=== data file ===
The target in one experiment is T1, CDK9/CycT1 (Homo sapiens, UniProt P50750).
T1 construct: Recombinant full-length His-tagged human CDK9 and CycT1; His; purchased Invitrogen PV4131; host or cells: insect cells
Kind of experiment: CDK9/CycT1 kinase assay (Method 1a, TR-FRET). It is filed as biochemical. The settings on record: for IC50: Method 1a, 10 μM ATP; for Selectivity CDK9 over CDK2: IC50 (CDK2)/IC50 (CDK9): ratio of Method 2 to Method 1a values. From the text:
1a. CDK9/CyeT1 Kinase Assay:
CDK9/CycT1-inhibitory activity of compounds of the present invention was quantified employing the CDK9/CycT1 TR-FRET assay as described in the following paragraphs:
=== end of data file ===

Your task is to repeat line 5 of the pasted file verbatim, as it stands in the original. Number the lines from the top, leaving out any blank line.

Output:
CDK9/CycT1-inhibitory activity of compounds of the present invention was quantified employing the CDK9/CycT1 TR-FRET assay as described in the following paragraphs: